Performance appraisal is a comprehensive process that combines both oral and written elements. In the process of performance appraisal, employees’ performance is evaluated, and feedback is provided. After the evaluation, a written report is provided outlining what was done right and what needs to be improved in terms of employees’ performance. The documented performance offers a basis for promotions and pay increase (Braskamp & Ory 1994). Additionally, the performed appraisal provides an avenue for employees to improve their performance, and it also creates a platform where rewards are given for well done activities. Additionally, companies can use the evaluation report to streamline employees’ activities depending on their strengths and weaknesses. However, performance appraisal must have outlined goals and aims. Moreover, it must be fair and without favoring or victimizing anyone (Zsidisin 2012). In some instances, some managers conduct performance appraisal with the aim of dismissing someone. In other instances, it is conducted with the aim of promoting a few individuals who may have been pleasant to managers. In such situations, the main purpose and impact of the procedure is undermined. Consequently, the results may not only affect the productivity of the organization but also the morale of the victimized workers.
Performance appraisal uses either formal or informal approaches. For small businesses, the informal procedure serves best when managers may opt to meet with employees after six months so that to analyze the individuals work progress and performance (Katz & Snow 1980). The performance is compared with the results received from the previous analysis. The procedure is mainly verbal and standard appraisal forms are not used. With the increase in size of companies, the performance becomes more formal. Large organizations use written appraisal forms, and the results of the appraisal may lead to salary increment or promotion.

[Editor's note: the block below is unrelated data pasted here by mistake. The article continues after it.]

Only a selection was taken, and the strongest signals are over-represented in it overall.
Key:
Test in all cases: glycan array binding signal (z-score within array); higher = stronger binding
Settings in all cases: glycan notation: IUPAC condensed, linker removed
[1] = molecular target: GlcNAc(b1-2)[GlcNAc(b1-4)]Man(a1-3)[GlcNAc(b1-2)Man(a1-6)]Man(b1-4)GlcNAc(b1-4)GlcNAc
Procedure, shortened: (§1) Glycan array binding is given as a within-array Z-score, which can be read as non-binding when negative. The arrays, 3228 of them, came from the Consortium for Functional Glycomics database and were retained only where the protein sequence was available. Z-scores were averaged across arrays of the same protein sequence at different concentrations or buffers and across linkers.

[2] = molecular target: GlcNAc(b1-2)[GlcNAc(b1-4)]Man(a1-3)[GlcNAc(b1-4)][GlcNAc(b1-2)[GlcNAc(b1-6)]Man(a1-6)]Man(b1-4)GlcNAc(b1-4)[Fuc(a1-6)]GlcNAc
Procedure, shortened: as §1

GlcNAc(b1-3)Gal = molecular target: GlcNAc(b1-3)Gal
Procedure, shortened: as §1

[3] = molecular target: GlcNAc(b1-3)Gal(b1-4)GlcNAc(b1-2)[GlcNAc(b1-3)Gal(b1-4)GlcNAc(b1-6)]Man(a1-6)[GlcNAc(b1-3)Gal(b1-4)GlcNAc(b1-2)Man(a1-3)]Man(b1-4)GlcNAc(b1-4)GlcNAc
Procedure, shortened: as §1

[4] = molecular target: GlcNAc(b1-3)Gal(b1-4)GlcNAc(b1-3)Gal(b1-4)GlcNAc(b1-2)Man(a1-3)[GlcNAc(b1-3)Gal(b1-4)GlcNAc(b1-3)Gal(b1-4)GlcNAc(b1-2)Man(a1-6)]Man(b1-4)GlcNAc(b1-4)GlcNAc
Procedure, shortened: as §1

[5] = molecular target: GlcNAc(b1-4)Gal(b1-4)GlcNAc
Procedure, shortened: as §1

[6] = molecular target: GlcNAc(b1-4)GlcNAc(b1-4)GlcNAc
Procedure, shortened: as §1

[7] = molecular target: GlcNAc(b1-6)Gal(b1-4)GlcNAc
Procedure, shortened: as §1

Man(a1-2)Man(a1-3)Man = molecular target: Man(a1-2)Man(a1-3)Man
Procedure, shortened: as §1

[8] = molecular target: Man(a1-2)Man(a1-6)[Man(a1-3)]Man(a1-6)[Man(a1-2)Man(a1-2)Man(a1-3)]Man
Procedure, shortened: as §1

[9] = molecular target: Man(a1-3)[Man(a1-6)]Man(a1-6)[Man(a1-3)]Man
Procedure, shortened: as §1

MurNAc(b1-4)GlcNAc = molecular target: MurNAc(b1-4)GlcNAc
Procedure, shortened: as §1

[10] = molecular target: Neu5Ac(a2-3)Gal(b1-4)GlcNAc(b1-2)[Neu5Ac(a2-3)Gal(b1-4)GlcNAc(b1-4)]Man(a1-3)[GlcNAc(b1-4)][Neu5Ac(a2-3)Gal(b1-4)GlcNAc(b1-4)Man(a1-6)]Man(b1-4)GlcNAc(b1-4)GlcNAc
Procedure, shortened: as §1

Performance appraisal is also employed depending on the work schedule. The procedure for assessing the performance of those who work from home or sharing would be different from the one of those who work on a part-time basis. Any work schedule has different activities for employees, and all these activities have to be included in the appraisal (Pidd 2012). The main point of concern in all work schedules is to ensure that all employees are given a fair appraisal and the resulting salary increment, tokens or promotion.
Furthermore, the appraisal must be in line with the company’s desired performance and goals. The level to which a company achieves its goals depends on the workers’ performance. In this respect, the procedure would also depend on the size of the business. For a one-person company, it would be simple to outline goals and act promptly in order to see the results. Effective performance appraisal requires a business owner to outline tasks for each employee. In most cases, performance appraisal is related to promotions and pays increments. Any appraisal is followed by a verbal or written feedback that gives a recommendation for improvement or maintenance. Moreover, the appraisal report should recommend a promotion, salary increment or a token. A performance appraisal would not be effective without being properly communicated and understood by the workers. Performance appraisal should not be there if a company does not effectively communicate the expected performance to each employee (Bogetoft 2012).
Regular performance appraisal aligns the worker’s efforts with the company’s strategic objectives. The company’s objectives give rise to set activities that would lead to attainment of these goals. Such activities are communicated to every employee, and proper atmosphere is created for these activities to be undertaken. Therefore, there are high chances of success to those companies that conduct fair and regular appraisals.